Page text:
This is a significant oversight and makes the world a more modern one that the filmmakers should be comfortable with. Nevertheless, we are presented a generally accurate (for Hollywood) portrayal of what theologian David Bentley Hart calls the “glorious sadness” of ancient paganism in which life was short, or at least wildly precarious, and relatively meaningless while it lasted, and death both all too common and all too horrid to contemplate. Pleasures were to be grasped in whatever form they may be readily at hand, and whether they involved cruelty or kindness was a matter of relative taste. Joy may flit briefly by, but only in such a manner and measure as to enhance the agony of its loss and the poignancy of its ephemerality.

Read it all.

Posted in * Culture-Watch, * Religion News & Commentary, History, Movies & Television, Other Faiths, Religion & Culture, Wicca / paganism

Alister McGrath–Try seeing it this way: Imagination and reason in the apologetics of C.S. Lewis

Here, I want to explore Lewis’s distinctive understanding of the rationality of faith, which emphasises the reasonableness of Christianity without imprisoning it within an impersonal and austere rationalism.

I came to appreciate this distinctive approach when researching my recent biography of Lewis. For reasons I do not understand, the importance of Lewis’s extensive use of visual images as metaphors of truth has been largely overlooked. For Lewis, truth is about seeing things rightly, grasping their deep interconnection. Truth is something that we see, rather something that we express primarily in logical or conceptual terms.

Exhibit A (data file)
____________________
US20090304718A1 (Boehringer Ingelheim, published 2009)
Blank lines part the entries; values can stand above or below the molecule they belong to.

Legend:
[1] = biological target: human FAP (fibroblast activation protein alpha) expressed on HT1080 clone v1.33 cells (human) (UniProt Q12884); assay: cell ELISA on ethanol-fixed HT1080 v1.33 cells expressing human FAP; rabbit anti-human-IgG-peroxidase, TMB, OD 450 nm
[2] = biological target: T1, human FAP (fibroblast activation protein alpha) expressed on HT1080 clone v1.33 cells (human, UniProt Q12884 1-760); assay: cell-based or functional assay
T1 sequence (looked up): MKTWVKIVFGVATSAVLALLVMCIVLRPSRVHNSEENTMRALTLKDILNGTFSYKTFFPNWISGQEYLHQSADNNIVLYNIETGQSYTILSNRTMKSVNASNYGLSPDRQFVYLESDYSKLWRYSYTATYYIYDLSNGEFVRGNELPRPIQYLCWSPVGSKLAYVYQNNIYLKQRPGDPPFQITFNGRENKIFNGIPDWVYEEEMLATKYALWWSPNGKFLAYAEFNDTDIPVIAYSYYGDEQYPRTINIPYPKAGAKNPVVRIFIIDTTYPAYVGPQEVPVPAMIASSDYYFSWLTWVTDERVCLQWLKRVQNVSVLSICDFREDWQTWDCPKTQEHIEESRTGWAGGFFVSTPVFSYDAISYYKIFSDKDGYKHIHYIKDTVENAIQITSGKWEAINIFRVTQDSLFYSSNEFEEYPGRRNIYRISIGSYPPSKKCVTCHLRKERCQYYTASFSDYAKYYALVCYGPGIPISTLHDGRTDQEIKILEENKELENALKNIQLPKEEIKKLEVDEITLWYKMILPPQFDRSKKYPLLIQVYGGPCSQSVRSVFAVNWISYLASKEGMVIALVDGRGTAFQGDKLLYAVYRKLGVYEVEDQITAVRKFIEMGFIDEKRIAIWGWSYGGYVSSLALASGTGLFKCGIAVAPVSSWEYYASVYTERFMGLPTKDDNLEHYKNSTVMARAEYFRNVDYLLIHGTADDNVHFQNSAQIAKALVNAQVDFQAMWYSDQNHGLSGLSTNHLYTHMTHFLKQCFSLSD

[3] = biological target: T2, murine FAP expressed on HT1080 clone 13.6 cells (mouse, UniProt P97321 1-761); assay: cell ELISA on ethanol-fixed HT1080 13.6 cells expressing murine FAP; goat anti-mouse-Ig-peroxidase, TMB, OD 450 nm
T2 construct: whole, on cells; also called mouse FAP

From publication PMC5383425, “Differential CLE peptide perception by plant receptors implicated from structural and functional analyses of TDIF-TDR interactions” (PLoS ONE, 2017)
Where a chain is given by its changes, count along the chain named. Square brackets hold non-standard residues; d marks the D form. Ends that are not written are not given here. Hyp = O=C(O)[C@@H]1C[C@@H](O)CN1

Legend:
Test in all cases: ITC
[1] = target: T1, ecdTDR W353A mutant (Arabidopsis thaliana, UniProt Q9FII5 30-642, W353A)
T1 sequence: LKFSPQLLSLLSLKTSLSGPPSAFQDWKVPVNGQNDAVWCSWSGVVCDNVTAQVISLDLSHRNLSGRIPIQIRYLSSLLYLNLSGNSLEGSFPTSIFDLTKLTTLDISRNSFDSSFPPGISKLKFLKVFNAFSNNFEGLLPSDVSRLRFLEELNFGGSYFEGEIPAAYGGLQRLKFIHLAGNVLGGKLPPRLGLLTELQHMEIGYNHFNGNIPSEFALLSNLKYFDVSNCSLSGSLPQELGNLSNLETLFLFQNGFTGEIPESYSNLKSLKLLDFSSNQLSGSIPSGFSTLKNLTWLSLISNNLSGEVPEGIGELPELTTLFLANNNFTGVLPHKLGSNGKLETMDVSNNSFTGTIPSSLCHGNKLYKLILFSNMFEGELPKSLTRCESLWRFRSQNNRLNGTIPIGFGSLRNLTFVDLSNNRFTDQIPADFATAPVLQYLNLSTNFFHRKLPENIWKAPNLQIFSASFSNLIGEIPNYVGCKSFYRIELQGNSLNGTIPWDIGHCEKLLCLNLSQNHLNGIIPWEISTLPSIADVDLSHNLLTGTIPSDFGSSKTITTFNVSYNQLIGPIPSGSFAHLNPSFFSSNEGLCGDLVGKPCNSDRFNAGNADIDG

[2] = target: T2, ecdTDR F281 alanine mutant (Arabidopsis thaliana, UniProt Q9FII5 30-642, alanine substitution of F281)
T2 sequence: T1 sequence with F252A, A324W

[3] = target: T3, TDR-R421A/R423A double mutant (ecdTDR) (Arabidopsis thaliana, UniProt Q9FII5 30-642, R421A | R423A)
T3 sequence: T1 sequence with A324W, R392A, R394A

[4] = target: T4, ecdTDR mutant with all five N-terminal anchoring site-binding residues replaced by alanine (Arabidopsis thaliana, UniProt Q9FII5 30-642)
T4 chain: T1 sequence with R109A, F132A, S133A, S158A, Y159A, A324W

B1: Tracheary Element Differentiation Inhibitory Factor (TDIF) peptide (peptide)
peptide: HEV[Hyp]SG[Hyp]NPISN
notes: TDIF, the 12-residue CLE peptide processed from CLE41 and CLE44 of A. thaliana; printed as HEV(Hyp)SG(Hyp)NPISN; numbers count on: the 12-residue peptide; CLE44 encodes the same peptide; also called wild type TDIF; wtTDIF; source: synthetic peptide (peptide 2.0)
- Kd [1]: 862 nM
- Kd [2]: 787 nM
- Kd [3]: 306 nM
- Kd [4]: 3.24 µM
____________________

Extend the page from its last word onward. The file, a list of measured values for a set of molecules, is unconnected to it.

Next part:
The basic idea is found in Dante’s Paradiso (XXIII, 55-6), where the great Florentine poet and theologian expresses the idea that Christianity provides a vision of things – something wonderful that can be seen, yet proves resistant to verbal expression

Read it all.

Posted in Apologetics, Theology

Suspected Boko Haram Gunmen Kill Christian Leader in Borno State, Nigeria

Gunmen believed to be members of the Islamic extremist Boko Haram group yesterday killed the Rev. Faye Pama Musa, secretary of the Borno state chapter of the Christian Association of Nigeria (CAN). He was 47.

The gunmen reportedly followed the long-time Christian leader from his church building, where he was holding an evening Bible study, to his house in the Government Reservation Area in Maiduguri, and shot him dead there, said the Rev. Titus Dama Pona, chairman of CAN’s Borno chapter.

“Rev. Faye Pama was killed last light,” Pona said this morning by phone from Maiduguri, the state capital. “I am right now with his family, and they are still consulting on what next to do.”

Read it all.